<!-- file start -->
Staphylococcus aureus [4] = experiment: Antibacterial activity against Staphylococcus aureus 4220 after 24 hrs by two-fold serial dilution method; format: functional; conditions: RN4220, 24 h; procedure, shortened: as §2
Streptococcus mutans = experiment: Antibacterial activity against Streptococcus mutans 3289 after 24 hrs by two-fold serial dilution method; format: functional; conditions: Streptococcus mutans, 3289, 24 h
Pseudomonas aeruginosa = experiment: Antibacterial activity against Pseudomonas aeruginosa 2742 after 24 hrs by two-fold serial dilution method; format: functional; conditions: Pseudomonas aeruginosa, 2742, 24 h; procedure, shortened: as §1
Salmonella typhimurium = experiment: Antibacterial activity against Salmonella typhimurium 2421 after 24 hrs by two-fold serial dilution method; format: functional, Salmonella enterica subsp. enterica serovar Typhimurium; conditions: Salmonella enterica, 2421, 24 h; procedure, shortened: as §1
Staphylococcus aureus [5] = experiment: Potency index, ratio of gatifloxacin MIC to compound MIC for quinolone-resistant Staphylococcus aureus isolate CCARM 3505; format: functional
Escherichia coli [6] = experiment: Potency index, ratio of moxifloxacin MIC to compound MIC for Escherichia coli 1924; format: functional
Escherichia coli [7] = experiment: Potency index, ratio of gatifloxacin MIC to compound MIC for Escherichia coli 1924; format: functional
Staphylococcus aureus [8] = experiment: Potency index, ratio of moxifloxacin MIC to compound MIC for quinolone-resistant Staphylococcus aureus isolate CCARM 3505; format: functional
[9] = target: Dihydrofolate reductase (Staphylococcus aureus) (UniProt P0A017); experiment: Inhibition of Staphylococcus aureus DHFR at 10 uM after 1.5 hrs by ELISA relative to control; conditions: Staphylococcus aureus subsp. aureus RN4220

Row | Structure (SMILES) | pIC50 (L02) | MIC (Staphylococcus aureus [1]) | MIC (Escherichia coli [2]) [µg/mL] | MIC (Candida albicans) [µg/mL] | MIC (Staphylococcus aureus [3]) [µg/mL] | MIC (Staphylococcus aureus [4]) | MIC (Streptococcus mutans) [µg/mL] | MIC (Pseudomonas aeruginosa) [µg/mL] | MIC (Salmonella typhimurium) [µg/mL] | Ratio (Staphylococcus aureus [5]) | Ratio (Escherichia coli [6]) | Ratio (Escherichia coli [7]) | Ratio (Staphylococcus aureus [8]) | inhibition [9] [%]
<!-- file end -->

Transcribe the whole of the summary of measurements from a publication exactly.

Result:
Staphylococcus aureus [4] = experiment: Antibacterial activity against Staphylococcus aureus 4220 after 24 hrs by two-fold serial dilution method; format: functional; conditions: RN4220, 24 h; procedure, shortened: as §2
Streptococcus mutans = experiment: Antibacterial activity against Streptococcus mutans 3289 after 24 hrs by two-fold serial dilution method; format: functional; conditions: Streptococcus mutans, 3289, 24 h
Pseudomonas aeruginosa = experiment: Antibacterial activity against Pseudomonas aeruginosa 2742 after 24 hrs by two-fold serial dilution method; format: functional; conditions: Pseudomonas aeruginosa, 2742, 24 h; procedure, shortened: as §1
Salmonella typhimurium = experiment: Antibacterial activity against Salmonella typhimurium 2421 after 24 hrs by two-fold serial dilution method; format: functional, Salmonella enterica subsp. enterica serovar Typhimurium; conditions: Salmonella enterica, 2421, 24 h; procedure, shortened: as §1
Staphylococcus aureus [5] = experiment: Potency index, ratio of gatifloxacin MIC to compound MIC for quinolone-resistant Staphylococcus aureus isolate CCARM 3505; format: functional
Escherichia coli [6] = experiment: Potency index, ratio of moxifloxacin MIC to compound MIC for Escherichia coli 1924; format: functional
Escherichia coli [7] = experiment: Potency index, ratio of gatifloxacin MIC to compound MIC for Escherichia coli 1924; format: functional
Staphylococcus aureus [8] = experiment: Potency index, ratio of moxifloxacin MIC to compound MIC for quinolone-resistant Staphylococcus aureus isolate CCARM 3505; format: functional
[9] = target: Dihydrofolate reductase (Staphylococcus aureus) (UniProt P0A017); experiment: Inhibition of Staphylococcus aureus DHFR at 10 uM after 1.5 hrs by ELISA relative to control; conditions: Staphylococcus aureus subsp. aureus RN4220

Row | Structure (SMILES) | pIC50 (L02) | MIC (Staphylococcus aureus [1]) | MIC (Escherichia coli [2]) [µg/mL] | MIC (Candida albicans) [µg/mL] | MIC (Staphylococcus aureus [3]) [µg/mL] | MIC (Staphylococcus aureus [4]) | MIC (Streptococcus mutans) [µg/mL] | MIC (Pseudomonas aeruginosa) [µg/mL] | MIC (Salmonella typhimurium) [µg/mL] | Ratio (Staphylococcus aureus [5]) | Ratio (Escherichia coli [6]) | Ratio (Escherichia coli [7]) | Ratio (Staphylococcus aureus [8]) | inhibition [9] [%]